Old data hinders comparison of Medicare, Advantage plans
A study comparing Medicare Advantage plans and traditional Medicare on healthcare access and quality found substantial limitations--mainly that much of the available research was old, according to a report published by the Henry J. Kaiser Family Foundation.
Researchers reviewed 45 studies published between 2000 and early 2014. It found, for example, that Medicare Advantage plans tend to score higher on performance indicators, particularly those for preventive care; patients tend to rate traditional Medicare higher on healthcare access and quality; and Medicare HMOs appear to provide a less resource-intensive style of practice than traditional Medicare.
However, the researchers noted difficulties in extracting a true comparison from their findings.
Among the problems:
- Limited insight into the effects of the Affordable Care Act. None of the studies used data from 2010 or later.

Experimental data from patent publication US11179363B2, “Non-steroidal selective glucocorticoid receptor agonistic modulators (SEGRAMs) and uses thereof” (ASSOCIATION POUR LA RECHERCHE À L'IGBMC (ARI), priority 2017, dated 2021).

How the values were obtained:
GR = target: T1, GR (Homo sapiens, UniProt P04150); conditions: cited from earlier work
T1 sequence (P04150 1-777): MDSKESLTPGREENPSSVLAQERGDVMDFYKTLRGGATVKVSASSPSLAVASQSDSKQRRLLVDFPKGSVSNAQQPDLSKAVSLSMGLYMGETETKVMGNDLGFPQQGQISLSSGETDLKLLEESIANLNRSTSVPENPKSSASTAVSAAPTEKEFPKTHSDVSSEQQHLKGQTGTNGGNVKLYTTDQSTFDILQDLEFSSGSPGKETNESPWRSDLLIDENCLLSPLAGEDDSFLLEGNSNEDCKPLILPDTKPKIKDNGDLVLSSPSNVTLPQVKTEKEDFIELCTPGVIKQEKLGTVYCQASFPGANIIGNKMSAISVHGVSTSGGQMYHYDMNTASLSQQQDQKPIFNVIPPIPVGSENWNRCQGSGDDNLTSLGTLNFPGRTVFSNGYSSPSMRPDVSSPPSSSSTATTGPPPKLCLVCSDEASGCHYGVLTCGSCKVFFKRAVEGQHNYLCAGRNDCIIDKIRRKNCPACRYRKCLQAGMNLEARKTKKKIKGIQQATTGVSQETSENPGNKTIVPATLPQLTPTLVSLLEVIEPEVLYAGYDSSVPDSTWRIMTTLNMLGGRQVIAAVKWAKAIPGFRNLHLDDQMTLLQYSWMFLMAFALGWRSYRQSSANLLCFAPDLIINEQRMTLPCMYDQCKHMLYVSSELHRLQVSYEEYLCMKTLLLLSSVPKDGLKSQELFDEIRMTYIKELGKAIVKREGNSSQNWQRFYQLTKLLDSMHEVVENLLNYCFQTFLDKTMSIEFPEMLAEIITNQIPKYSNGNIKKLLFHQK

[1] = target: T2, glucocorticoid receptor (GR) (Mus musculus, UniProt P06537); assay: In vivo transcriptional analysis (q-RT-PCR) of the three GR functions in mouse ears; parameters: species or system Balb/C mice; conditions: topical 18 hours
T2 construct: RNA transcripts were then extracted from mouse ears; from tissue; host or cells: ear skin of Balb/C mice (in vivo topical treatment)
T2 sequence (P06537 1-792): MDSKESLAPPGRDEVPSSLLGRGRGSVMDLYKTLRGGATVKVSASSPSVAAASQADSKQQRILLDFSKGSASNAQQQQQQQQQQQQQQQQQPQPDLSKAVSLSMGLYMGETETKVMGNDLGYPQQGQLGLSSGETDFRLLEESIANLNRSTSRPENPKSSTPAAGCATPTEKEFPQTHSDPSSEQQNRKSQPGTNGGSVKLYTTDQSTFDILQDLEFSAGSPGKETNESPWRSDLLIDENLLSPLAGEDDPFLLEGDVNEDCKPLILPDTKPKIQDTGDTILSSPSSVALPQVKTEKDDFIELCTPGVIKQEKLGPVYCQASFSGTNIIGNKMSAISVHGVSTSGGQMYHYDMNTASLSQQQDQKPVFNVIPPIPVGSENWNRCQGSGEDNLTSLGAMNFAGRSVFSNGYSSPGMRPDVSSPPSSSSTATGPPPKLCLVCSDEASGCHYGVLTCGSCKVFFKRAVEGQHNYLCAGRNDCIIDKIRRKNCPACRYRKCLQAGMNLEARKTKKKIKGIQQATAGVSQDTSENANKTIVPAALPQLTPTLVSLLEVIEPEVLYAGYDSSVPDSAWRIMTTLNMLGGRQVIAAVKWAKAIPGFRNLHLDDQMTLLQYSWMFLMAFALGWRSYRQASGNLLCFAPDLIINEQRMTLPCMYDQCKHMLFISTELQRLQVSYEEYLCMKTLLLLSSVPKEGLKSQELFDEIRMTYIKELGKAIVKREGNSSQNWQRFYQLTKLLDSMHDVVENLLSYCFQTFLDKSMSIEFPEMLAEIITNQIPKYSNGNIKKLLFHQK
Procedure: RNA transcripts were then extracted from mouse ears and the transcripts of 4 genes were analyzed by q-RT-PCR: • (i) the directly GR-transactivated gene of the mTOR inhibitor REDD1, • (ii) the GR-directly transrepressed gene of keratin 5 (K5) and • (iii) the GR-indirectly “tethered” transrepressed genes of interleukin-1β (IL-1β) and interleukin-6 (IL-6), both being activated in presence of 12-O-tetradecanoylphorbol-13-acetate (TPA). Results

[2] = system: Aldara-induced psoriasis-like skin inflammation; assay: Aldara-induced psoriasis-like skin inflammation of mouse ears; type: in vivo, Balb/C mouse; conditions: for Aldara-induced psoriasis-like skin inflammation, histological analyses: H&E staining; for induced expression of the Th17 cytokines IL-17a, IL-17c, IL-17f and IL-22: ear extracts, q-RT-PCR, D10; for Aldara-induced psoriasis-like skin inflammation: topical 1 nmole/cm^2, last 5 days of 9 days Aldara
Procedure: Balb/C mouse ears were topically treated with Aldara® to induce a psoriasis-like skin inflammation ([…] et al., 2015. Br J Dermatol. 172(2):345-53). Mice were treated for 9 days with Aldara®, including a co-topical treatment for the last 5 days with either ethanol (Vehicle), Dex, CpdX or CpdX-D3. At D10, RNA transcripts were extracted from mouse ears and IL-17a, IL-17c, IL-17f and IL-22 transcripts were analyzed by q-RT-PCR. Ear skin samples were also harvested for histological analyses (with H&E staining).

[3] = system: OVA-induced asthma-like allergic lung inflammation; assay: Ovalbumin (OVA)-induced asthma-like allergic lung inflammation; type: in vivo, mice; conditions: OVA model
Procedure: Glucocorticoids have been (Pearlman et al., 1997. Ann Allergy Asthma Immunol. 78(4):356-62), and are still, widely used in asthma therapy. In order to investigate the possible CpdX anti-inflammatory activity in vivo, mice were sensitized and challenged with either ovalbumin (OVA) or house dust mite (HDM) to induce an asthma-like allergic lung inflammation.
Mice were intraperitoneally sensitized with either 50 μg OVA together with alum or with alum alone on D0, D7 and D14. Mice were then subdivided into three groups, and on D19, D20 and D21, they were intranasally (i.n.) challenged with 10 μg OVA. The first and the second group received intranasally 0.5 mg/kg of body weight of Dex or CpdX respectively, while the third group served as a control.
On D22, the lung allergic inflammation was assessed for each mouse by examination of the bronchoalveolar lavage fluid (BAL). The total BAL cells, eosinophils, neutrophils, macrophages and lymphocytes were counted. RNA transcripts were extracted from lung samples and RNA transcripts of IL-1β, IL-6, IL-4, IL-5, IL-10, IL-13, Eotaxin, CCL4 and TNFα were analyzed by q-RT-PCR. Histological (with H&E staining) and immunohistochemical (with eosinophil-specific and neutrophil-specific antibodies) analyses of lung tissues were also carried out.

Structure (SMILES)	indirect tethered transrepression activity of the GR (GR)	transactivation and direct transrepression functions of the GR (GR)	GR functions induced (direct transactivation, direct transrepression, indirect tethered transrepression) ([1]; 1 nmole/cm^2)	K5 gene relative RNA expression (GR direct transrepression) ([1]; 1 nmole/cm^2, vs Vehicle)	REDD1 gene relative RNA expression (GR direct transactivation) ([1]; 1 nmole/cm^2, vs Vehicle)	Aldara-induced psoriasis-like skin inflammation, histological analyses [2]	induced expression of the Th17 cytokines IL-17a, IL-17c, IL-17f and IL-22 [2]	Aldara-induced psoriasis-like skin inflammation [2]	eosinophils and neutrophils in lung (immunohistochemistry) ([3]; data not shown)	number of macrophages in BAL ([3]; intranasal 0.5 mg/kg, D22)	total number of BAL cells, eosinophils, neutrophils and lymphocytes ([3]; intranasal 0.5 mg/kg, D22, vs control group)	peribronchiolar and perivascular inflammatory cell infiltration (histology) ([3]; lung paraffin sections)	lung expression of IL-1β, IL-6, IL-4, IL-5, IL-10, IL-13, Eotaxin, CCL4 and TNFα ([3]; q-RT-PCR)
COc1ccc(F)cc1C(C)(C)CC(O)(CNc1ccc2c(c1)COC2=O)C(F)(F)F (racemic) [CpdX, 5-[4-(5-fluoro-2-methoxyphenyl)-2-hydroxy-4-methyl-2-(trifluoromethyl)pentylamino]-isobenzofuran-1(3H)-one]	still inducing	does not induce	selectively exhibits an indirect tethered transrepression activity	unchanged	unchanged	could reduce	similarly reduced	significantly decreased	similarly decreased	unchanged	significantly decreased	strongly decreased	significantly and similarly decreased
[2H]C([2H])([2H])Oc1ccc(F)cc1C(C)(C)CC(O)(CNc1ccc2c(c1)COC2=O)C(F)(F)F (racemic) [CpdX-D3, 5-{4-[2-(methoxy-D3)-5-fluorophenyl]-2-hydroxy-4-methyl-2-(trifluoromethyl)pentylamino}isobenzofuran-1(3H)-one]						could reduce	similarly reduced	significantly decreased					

- Studies reflect mainly HMO experience, not newer plan types. In 2014, one-third of all Medicare Advantage enrollees are in other types of plans, primarily PPOs, but only three of the studies included findings specific to Medicare PPOs.
- Limited insight into the experience of patients with complex medical needs.
"At a time when enrollment in Medicare Advantage is growing, it is disappointing that better information is not available to inform policymaking. Our findings highlight the gaps in available evidence and reinforce the potential value of strengthening available data and other support for tracking and monitoring performance across Medicare Advantage plans and traditional Medicare as each sector evolves," the authors wrote.
Nearly 54 million people are enrolled in Medicare plans, with 16 million of that total enrolled in Medicare Advantage plans.
Medicare plans have come under increased scrutiny after federal audits found the same deficiencies year after year. The Office of Inspector General's 2015 workplan turns an investigative eye on Medicare Advantage and manged-care plans sold under the Affordable Care Act.
"The OIG work plan serves as a blueprint for enforcement actions during the upcoming year and calls attention to medical initiatives officials believe are vulnerable to fraud and abuse," The Center for Public Integrity explained regarding the recent workplan, FierceHealthPayer previously reported.
To learn more:
- here's the KFF report
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